NATO has also expressed concerns over the exercises, with Secretary-General Jens Stoltenberg saying earlier in February that “this is the biggest Russian deployment there since the Cold War” with “an expected 30,000 combat troops, special operation forces, fighter jets, including SU-35s, Iskander dual-capable missiles and S-400 air defense systems (anti-aircraft missile systems).

In late January, Stoltenberg said the deployments of troops and military hardware “takes place under the disguise of an exercise, but it integrates very much the Russian forces and the Belarusian forces.”

“These are highly capable, combat-ready troops, and … there is no transparency on these deployments. So of course, this adds to our concerns. It adds to the tensions and it shows that there is no de-escalation. On the contrary, it’s actually more troops, more capabilities in more countries,” he said during a press conference on Jan. 26.

U.S. Department of Defense Spokesman Marine Corps Lt. Col. Anton T. Semelroth told CNBC Thursday that there needs to be more transparency over military exercises.

“Generally speaking, we do not have an issue with exercises. That’s a normal function of a military organization. However, all countries need to be transparent and communicate their military exercises via the appropriate international channels to avoid misunderstanding and miscalculation. This is even more important now when the situation in the region calls for de-escalation,” he said in an emailed statement.

Russia says it’s facing ‘threats’

Russia has defended the drills, and its deployment of troops along its border with Ukraine, saying it has a right to move its troops wherever it likes on its own territory.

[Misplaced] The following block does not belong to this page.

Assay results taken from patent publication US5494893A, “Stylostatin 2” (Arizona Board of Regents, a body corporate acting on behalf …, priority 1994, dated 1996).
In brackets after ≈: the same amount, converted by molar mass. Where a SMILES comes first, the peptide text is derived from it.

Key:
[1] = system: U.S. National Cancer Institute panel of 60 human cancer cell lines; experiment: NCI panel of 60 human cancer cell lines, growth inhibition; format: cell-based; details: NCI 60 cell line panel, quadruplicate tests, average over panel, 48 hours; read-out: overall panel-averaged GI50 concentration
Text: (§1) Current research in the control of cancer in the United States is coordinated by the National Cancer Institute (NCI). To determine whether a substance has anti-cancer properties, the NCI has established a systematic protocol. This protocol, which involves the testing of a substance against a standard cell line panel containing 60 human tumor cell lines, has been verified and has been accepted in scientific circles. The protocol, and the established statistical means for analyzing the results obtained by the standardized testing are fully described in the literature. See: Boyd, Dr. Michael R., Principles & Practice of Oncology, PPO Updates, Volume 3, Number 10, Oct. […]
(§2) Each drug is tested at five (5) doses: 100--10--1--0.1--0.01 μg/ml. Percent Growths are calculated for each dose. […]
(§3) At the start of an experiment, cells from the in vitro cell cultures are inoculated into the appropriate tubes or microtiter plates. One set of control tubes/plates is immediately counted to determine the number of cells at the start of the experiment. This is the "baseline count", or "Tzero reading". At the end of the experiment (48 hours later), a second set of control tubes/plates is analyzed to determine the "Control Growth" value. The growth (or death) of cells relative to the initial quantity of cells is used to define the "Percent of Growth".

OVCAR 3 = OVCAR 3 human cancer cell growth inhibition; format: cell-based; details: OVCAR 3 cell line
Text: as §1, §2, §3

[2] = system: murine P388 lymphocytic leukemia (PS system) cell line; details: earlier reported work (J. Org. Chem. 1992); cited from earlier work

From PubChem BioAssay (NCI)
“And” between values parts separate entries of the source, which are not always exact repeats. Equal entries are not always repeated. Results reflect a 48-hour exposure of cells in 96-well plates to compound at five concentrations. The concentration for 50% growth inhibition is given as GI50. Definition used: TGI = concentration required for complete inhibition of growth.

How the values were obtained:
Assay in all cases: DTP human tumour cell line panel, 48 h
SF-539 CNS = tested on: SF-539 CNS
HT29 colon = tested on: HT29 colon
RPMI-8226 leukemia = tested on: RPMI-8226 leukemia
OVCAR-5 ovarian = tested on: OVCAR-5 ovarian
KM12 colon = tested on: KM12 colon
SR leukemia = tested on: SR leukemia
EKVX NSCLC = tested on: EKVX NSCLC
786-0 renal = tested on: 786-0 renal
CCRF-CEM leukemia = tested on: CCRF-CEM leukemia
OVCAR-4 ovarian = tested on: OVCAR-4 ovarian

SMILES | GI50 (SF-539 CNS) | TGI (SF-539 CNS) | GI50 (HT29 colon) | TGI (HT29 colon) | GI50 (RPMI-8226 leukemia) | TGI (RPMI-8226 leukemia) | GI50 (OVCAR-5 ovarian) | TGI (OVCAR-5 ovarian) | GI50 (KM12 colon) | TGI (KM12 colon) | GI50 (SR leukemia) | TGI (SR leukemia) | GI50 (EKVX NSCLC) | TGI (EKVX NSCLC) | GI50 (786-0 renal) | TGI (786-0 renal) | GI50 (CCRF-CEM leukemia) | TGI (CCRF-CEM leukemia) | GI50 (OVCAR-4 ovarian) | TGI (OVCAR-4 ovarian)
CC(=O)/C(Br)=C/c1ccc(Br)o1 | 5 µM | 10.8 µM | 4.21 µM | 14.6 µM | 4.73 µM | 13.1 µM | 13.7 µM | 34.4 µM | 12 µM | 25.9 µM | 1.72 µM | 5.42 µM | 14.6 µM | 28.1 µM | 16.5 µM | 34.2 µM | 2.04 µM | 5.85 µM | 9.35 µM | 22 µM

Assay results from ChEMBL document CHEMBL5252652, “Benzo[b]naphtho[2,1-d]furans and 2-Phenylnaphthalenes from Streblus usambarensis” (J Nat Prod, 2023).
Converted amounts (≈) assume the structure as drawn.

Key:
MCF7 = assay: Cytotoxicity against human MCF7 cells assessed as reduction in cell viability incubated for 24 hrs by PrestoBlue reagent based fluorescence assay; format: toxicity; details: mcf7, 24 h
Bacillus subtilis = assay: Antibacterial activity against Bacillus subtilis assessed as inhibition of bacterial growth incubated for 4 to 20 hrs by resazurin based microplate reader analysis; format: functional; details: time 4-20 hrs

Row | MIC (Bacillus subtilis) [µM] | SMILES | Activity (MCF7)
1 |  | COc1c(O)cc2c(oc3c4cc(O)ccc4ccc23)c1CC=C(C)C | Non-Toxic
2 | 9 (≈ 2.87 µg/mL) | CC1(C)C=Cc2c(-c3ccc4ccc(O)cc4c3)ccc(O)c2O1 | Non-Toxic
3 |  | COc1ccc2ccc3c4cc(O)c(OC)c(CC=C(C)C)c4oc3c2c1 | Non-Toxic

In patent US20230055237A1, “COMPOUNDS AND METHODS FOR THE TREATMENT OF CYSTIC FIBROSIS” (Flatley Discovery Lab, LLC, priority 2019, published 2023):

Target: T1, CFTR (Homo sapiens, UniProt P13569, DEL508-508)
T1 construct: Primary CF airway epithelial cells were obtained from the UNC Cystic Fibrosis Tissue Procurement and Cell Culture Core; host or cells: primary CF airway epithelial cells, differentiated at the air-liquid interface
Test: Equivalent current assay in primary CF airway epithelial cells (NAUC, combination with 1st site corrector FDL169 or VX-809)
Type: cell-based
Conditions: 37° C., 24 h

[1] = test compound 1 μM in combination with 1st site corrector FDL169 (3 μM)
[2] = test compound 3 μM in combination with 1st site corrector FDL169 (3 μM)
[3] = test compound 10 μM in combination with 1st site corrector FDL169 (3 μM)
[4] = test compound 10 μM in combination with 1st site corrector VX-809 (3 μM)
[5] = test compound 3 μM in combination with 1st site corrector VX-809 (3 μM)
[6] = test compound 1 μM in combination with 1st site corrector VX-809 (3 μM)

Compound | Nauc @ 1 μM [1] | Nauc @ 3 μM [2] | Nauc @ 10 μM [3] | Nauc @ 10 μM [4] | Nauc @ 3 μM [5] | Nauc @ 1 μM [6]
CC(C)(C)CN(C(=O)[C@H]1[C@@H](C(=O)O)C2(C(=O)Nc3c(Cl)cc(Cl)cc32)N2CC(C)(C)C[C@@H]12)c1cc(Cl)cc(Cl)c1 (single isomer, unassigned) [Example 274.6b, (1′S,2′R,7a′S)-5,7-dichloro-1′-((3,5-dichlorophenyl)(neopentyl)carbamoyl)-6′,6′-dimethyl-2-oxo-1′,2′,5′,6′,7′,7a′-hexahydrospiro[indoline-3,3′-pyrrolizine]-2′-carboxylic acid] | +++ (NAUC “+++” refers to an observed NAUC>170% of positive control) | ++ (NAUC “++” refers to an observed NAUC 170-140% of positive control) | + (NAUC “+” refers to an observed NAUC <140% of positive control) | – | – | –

It has also said that the West has widely ignored its security concerns in rebuffing its demands over Ukraine and NATO, and has accused the West of creating “hysteria” over Ukraine.

Kremlin Spokesman Dmitry Peskov said on Wednesday that Russian President Vladimir Putin had no plans to attend the drills in Belarus but when asked about the scale of the drills, he said “it is obvious that these are serious joint maneuvers” which were taking place as Russia and Belarus faced more serious “threats” than before.

“Yes, the scope [of the drills] can be larger than before but the situation is far more tense,” he said, according to Russian state news agency TASS.

“Both Russia and Belarus are confronted with unprecedented threats and their nature and, perhaps, concentration are, unfortunately, far more considerable and far more dangerous now than before,” he added.

Ukraine has also said it will also start military drills lasting for 10 days on Thursday, mirroring Russia and Belarus. Ukraine’s defence minister said the country’s armed forces would drill with Bayraktar drones and anti-tank Javelin and NLAW missiles provided by foreign partners, according to Reuters. It has not reported the number of military personnel and weapons involved in the drills.

Diplomacy continues

As the military drills get underway in Belarus today, a flurry of diplomatic meetings is taking place in Russia and Europe.

Officials from France, Ukraine, Russia and Germany (the so-called ‘Normandy Format’) will meet in Berlin while the U.K.’s Foreign Secretary Liz Truss is due to meet her Russian counterpart, Sergey Lavrov, in Moscow on Thursday, aiming “to make clear that the only way forward is for Russia to cease its aggression and engage in meaningful talks,” the British government said.

At the same time, U.K. Prime Minister Boris Johnson is traveling to Brussels and then Warsaw, Poland to call on international partners to demonstrate solidarity with NATO allies.

Meanwhile, German Chancellor Olaf Scholz is set to meet his counterparts from Estonia, Latvia and Lithuania to discuss long-term military deployments in case Russian troops do not leave Belarus after the coming drills.

For its part, the Kremlin said on Tuesday that Russian troops will leave Belarus after the exercises but it did not say exactly when.